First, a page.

Every time I start to feel under the weather, I’m reminded of the wise words of a former supervisor. During cold and flu season she would always remind us that if we’re not feeling well or even just a little “off,” we should stay home. She’d sweetly say, “We don’t need a hero, guys. If you’re sick, please don’t come into the office. Stay home. Rest up.”
She had been around long enough to know that it took just one person trying to work with a cold to pass it around, and before long the whole staff would be down for the count. While she genuinely cared about our health and wellbeing, any smart supervisor understands that if the entire staff is ill, productivity goes down the tubes.
Fortunately for us, we had a few crucial things working in our favor. In addition to having paid sick leave negotiated into our staff’s collectively bargained contract, our office was located in San Francisco, the only city in California to have passed a law guaranteeing all workers paid sick leave. Also, most of our work could be conducted remotely which meant if we were feeling just a little under the weather, we could still work from home without risking getting our colleagues sick as well.
For many California workers, none of these benefits exist, but hopefully with passage of the new bill AB 1522, introduced Assemblywoman Lorena Gonzalez (D-80), that will soon change. AB 1522 would guarantee paid time off for every California worker to recover from illness, care for a sick family member or bond with a new baby. The new bill would also protect workers claiming this benefit from employer retaliation.
Here’s some food for thought:
• Approximately 7 million California workers have no options when they or a loved one is ill. A lack of protection puts our working families between a rock and a hard place: lose desperately need wages staying home to get better or go to work sick, frequently extending the length of an illness while putting colleagues and often the public at risk of catching the illness.
• An astounding 78% of those denied earned sick leave of any kind are those low-wage, service sector workers who deal most directly with the public.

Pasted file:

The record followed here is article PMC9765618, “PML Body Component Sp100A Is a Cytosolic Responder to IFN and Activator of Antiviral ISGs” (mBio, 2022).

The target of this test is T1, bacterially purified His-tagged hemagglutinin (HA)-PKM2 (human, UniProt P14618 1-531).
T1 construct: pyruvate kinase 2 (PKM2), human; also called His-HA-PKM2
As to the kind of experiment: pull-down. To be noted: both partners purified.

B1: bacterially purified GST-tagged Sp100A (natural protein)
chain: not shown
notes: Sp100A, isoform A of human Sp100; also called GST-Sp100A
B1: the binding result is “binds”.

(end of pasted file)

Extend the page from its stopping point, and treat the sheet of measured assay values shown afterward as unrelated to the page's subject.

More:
• Working women make up nearly two-thirds of minimum wage workers, and nearly half of all working mothers report they must miss work when a child is sick.
• It is estimated that those without any earned sick leave who miss three and a half days of work equates to losing wages equivalent to an entire family’s monthly grocery budget.
A poll conducted in 2011 found that San Francisco employers who have been implementing paid sick leave since 2007, not only found the new policy easy to implement, an astounding two-thirds of the city’s employers reported being “supportive” of the law and a whopping one-third reported being “VERY supportive.” That’s not all. The majority of businesses reported having seen a myriad of benefits, including lower employee turn-over rates, higher staff morale and motivation, overall higher productivity and little to no increased cost of implementation.
In an interview about paid sick leave, Assemblymember Gonzalez told U-T San Diego about the importance of passing AB 1522, saying the answer has implications far beyond paychecks.
Assemblymember Gonzalez said:
We’re sending kids to school sick? What’s the cost of that? We have to look at this as a more community and societal-based program where we are all chipping in. You have to make a choice. Do I go to work sick and get paid or do I stay home?
Too many workers, such as those in restaurants, day cares for children, and homes for the elderly, are forced to come in, running the risk of spreading infections, some potentially deadly. Moreover, those who are parents often send their sick child to school because they cannot afford the time off. That ends up infecting classmates and teachers.
Overall, AB 1522 is a fair deal for California workers, families and employers. If passed, sick leave would kick in after 90 days of work, allowing employees to earn one hour of sick time for every 30 hours worked and giving employers the ability to cap available leave at three days per year. Sick leave could be used to care for a sick family member or as leave to allow domestic violence and sexual assault victims time to recover. The bill allows flexibility for workers and employers covered collective bargaining agreements, and AB 1522 includes anti-retaliation language to protect workers claiming the benefit. That’s one heck of a win-win for California.